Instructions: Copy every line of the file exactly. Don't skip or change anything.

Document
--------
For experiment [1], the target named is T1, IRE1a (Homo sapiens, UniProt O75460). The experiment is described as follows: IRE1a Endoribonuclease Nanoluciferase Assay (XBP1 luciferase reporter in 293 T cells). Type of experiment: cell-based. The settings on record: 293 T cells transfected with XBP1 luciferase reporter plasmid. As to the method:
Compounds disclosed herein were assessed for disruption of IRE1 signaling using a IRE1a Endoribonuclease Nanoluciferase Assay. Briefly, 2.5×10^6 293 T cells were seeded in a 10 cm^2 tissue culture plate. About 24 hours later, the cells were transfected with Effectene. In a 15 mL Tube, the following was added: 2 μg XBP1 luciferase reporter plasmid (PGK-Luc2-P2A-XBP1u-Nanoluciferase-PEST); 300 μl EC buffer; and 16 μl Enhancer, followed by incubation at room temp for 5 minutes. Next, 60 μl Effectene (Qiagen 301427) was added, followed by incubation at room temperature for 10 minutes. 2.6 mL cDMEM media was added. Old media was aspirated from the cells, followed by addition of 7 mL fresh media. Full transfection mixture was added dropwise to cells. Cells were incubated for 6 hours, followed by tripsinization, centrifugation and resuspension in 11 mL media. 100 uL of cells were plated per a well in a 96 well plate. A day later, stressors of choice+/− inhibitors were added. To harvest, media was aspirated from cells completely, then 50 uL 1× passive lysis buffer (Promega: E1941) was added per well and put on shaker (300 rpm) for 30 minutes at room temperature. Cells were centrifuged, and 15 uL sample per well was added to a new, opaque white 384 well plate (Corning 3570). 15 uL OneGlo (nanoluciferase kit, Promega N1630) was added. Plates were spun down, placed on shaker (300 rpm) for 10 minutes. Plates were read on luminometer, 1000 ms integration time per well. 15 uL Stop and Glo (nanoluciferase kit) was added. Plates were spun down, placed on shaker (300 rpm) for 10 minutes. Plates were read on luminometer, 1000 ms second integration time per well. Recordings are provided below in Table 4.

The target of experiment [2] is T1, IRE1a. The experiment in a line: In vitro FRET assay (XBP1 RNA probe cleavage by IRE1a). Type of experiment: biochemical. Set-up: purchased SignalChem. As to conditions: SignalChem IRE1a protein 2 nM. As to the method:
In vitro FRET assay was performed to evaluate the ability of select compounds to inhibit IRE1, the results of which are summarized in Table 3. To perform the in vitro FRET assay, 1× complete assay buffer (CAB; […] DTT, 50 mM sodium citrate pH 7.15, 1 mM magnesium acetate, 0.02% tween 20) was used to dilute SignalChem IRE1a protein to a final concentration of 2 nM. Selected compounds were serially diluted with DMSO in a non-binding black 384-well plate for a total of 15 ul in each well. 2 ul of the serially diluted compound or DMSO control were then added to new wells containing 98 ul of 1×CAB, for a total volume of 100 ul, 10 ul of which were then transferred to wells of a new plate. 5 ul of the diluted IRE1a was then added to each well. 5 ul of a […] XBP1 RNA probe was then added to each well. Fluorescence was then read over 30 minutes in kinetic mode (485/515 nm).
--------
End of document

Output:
For experiment [1], the target named is T1, IRE1a (Homo sapiens, UniProt O75460). The experiment is described as follows: IRE1a Endoribonuclease Nanoluciferase Assay (XBP1 luciferase reporter in 293 T cells). Type of experiment: cell-based. The settings on record: 293 T cells transfected with XBP1 luciferase reporter plasmid. As to the method:
Compounds disclosed herein were assessed for disruption of IRE1 signaling using a IRE1a Endoribonuclease Nanoluciferase Assay. Briefly, 2.5×10^6 293 T cells were seeded in a 10 cm^2 tissue culture plate. About 24 hours later, the cells were transfected with Effectene. In a 15 mL Tube, the following was added: 2 μg XBP1 luciferase reporter plasmid (PGK-Luc2-P2A-XBP1u-Nanoluciferase-PEST); 300 μl EC buffer; and 16 μl Enhancer, followed by incubation at room temp for 5 minutes. Next, 60 μl Effectene (Qiagen 301427) was added, followed by incubation at room temperature for 10 minutes. 2.6 mL cDMEM media was added. Old media was aspirated from the cells, followed by addition of 7 mL fresh media. Full transfection mixture was added dropwise to cells. Cells were incubated for 6 hours, followed by tripsinization, centrifugation and resuspension in 11 mL media. 100 uL of cells were plated per a well in a 96 well plate. A day later, stressors of choice+/− inhibitors were added. To harvest, media was aspirated from cells completely, then 50 uL 1× passive lysis buffer (Promega: E1941) was added per well and put on shaker (300 rpm) for 30 minutes at room temperature. Cells were centrifuged, and 15 uL sample per well was added to a new, opaque white 384 well plate (Corning 3570). 15 uL OneGlo (nanoluciferase kit, Promega N1630) was added. Plates were spun down, placed on shaker (300 rpm) for 10 minutes. Plates were read on luminometer, 1000 ms integration time per well. 15 uL Stop and Glo (nanoluciferase kit) was added. Plates were spun down, placed on shaker (300 rpm) for 10 minutes. Plates were read on luminometer, 1000 ms second integration time per well. Recordings are provided below in Table 4.

The target of experiment [2] is T1, IRE1a. The experiment in a line: In vitro FRET assay (XBP1 RNA probe cleavage by IRE1a). Type of experiment: biochemical. Set-up: purchased SignalChem. As to conditions: SignalChem IRE1a protein 2 nM. As to the method:
In vitro FRET assay was performed to evaluate the ability of select compounds to inhibit IRE1, the results of which are summarized in Table 3. To perform the in vitro FRET assay, 1× complete assay buffer (CAB; […] DTT, 50 mM sodium citrate pH 7.15, 1 mM magnesium acetate, 0.02% tween 20) was used to dilute SignalChem IRE1a protein to a final concentration of 2 nM. Selected compounds were serially diluted with DMSO in a non-binding black 384-well plate for a total of 15 ul in each well. 2 ul of the serially diluted compound or DMSO control were then added to new wells containing 98 ul of 1×CAB, for a total volume of 100 ul, 10 ul of which were then transferred to wells of a new plate. 5 ul of the diluted IRE1a was then added to each well. 5 ul of a […] XBP1 RNA probe was then added to each well. Fluorescence was then read over 30 minutes in kinetic mode (485/515 nm).